JACI: No reason to delay allergy-prone foods

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JACI: No reason to delay allergy-prone foods

Journal article conflicts with AAP guidelines

Conflicting advice

Most parents have heard that guidelines from the American Academy of Pediatrics (AAP), published in 2000, advise delaying the introduction of highly allergenic foods in high-risk infants to prevent development of allergies: one year for cow's-milk dairy; two years for eggs; and three years for fish, tree nuts and peanuts. But an article that stands in stark contrast to the AAP guidelines was quietly released last year.

The article that could affect the way parents introduce highly allergenic foods to their babies was published in the Journal of Allergy and Clinical Immunology (JACI) in January 2013. JACI is the highly regarded journal of American Academy of Asthma, Allergy and Immunology (AAAAI). The article says that no current evidence suggests that delaying the introduction of solid foods beyond 4 to 6 months of age will prevent allergic disease, and that delayed introduction of solids, especially highly allergenic solid foods, may actually increase the risk of food allergy or eczema.

That followed a 2008 updated clinical report from the AAP's Committee on Nutrition and Section on Allergy and Immunology that also determined that no convincing evidence existed for delaying the introduction of specific highly allergenic foods.

The AAP update, however, did not provide guidelines on how and when to introduce highly allergenic foods. The January 2013 journal article "provides general guidelines and suggestions for practicing primary care physician colleagues and specialists who must address daily the question of what to tell parents and patients when they ask when and how to introduce the same highly allergenic foods to children."

Why the change?

Dr. Frederick E. Leickly, professor of Clinical Pediatrics and director of Pediatric Allergy Clinical Services at Riley Hospital for Children-IU Health in Indianapolis, says, "In those allergy-prone children, there seems to be a magical moment in time when the immune system will go towards tolerance versus sensitization to these foods."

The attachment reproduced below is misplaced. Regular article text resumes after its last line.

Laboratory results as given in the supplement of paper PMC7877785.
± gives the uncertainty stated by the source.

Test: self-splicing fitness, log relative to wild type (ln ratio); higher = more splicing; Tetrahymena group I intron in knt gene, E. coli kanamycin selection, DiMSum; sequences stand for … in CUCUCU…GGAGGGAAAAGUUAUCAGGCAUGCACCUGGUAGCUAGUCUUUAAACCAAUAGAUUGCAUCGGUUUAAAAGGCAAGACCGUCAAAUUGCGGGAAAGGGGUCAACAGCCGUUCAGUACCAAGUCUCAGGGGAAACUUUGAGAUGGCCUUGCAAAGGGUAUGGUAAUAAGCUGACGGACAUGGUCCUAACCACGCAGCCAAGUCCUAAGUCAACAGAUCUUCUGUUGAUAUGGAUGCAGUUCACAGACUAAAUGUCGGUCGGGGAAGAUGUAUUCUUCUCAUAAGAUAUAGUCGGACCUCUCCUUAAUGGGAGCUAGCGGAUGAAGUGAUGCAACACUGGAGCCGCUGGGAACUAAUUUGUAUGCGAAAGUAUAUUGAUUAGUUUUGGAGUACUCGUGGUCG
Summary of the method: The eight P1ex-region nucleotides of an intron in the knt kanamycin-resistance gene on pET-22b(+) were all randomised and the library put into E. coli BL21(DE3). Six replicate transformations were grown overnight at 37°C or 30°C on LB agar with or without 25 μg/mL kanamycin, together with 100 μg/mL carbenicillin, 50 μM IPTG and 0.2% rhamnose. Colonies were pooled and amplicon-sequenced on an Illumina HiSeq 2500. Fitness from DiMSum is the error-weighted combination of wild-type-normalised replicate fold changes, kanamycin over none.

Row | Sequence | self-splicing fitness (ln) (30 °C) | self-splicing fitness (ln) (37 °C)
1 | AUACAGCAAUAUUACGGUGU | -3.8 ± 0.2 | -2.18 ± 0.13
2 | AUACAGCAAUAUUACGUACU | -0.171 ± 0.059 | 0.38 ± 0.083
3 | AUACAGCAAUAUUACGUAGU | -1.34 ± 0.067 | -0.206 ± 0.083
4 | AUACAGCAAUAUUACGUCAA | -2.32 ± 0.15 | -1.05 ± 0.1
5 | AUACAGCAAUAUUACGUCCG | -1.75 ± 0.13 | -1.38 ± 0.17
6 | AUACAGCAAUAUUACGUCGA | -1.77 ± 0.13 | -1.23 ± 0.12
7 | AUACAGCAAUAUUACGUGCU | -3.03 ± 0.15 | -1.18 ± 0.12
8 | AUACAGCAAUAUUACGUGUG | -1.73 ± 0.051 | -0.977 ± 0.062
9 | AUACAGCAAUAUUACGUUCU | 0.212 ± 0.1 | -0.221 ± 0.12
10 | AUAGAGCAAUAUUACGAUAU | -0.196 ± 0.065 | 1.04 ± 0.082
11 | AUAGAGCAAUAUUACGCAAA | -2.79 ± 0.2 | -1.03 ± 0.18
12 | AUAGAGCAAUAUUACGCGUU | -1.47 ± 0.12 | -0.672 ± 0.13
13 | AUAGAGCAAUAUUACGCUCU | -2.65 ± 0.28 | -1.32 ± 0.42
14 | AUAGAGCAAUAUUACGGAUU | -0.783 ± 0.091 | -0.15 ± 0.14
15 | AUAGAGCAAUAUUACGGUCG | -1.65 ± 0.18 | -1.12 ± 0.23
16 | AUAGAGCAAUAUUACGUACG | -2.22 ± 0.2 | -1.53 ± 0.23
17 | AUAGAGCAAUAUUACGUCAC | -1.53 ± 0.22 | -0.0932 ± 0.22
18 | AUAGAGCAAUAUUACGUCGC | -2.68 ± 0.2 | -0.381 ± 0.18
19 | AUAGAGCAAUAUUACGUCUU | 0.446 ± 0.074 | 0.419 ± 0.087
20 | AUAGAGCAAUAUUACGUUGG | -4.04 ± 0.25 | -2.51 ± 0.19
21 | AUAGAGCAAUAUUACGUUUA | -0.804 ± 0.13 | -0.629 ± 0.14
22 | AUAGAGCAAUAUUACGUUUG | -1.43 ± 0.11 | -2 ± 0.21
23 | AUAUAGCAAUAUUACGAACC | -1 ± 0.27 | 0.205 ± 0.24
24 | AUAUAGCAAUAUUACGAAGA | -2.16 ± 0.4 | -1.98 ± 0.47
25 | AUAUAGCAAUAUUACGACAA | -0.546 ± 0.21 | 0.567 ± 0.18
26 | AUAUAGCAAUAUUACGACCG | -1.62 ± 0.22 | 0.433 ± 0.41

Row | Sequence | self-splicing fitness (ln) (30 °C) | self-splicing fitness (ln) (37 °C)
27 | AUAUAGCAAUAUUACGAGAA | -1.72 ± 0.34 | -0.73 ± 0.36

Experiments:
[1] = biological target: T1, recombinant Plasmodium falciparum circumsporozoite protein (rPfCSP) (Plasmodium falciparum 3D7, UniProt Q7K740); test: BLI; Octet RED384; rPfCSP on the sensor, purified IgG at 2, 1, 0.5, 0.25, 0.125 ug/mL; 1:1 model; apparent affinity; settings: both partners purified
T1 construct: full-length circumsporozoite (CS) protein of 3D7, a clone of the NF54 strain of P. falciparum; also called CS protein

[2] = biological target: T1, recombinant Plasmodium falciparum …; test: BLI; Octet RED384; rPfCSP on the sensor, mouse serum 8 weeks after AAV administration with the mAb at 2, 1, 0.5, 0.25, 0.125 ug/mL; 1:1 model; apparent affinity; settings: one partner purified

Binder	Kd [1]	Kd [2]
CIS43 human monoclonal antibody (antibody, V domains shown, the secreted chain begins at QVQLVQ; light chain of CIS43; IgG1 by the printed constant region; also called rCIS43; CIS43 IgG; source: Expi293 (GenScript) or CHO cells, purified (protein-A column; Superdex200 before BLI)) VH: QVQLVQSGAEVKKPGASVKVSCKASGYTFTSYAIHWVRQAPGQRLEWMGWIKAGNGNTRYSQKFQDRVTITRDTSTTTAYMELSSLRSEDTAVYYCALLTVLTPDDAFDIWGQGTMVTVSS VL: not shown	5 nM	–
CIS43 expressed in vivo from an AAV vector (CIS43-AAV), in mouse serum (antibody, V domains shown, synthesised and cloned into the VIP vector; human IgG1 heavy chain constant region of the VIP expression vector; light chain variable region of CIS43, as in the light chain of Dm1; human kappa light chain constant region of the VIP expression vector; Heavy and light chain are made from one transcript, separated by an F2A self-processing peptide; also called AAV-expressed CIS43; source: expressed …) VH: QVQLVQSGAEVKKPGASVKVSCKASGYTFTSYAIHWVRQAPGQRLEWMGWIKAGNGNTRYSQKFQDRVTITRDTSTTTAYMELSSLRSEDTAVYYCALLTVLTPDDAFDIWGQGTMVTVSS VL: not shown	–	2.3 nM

Leickly says the guidelines people have been following for years were not evidence based. When food allergies started becoming more commonly diagnosed in the 1990s, experts thought at the time that delaying these highly allergenic foods would reduce the prevalence of allergies. In fact, the opposite proved to be true, and over the next decade, the prevalence of food allergies increased substantially.

Lieckly stresses the importance of these developments. Referring to the 2013 JACI article, he says, "This article is a valuable contribution to the world of food allergy. It dispels unconfirmed notions; it identifies areas where there is no evidence for past guidance; and it identifies future areas of investigation to help make a difference in the public health problem of food allergy."

Such a big change may not be easy for parents to adapt to, especially those who are familiar with the seriousness of food allergies. Leickly's clinic hosts sessions to help with food challenges that focus on introducing small amounts of an allergenic food in a clinical setting with medical supervision.

"These are drastically new recommendations in a world of increasing numbers of food-allergic children. It is a step towards primary prevention. It may make a difference. Families will be nervous, and we can address that in our clinic," Leickly says.

How to introduce first foods

*It is important to note that these recommendations from the JACI article are not intended for children who have already developed an allergic condition, such as food allergies or atopic dermatitis.

  • Do not start with the highly allergenic foods. Once a few complementary foods are tolerated, then the highly allergenic ones may be introduced.
  • You do not need to delay the introduction of acidic fruits even though some can cause perioral rashes or hives due to irritation from the acid on the skin and from histamine-releasing chemicals in the fruit. They do not usually result in a serious systemic reaction.
  • Avoid whole cow's milk until age 1. Cow's-milk-based infant formulas and other cow's-milk-based products, such as cheese and yogurt, are safe before age 1.
  • Whole peanuts and tree nuts have an aspiration risk and should be avoided; however, peanut and nut butters can be given.

Single-ingredient complementary foods:

  • Rice or oat cereal
  • Yellow or orange vegetables
  • Fruits
  • Green vegetables
  • Age-appropriate staged foods with meats

How to introduce the highly allergenic foods:

  • Give the initial taste of one of these foods at home, not at daycare or in a restaurant.
  • Parents should be advised that for some foods, like peanuts, most reactions occur with the initial ingestion.
  • If there is no reaction, the food can be given again gradually with increasing amounts.
  • Introduction of other new foods should occur with one new food every three to five days.